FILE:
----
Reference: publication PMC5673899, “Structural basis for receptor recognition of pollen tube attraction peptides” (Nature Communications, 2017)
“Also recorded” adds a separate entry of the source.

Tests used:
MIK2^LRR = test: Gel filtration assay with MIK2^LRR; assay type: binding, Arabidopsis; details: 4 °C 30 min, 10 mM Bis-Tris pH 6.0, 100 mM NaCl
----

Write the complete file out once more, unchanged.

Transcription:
Reference: publication PMC5673899, “Structural basis for receptor recognition of pollen tube attraction peptides” (Nature Communications, 2017)
“Also recorded” adds a separate entry of the source.

Tests used:
MIK2^LRR = test: Gel filtration assay with MIK2^LRR; assay type: binding, Arabidopsis; details: 4 °C 30 min, 10 mM Bis-Tris pH 6.0, 100 mM NaCl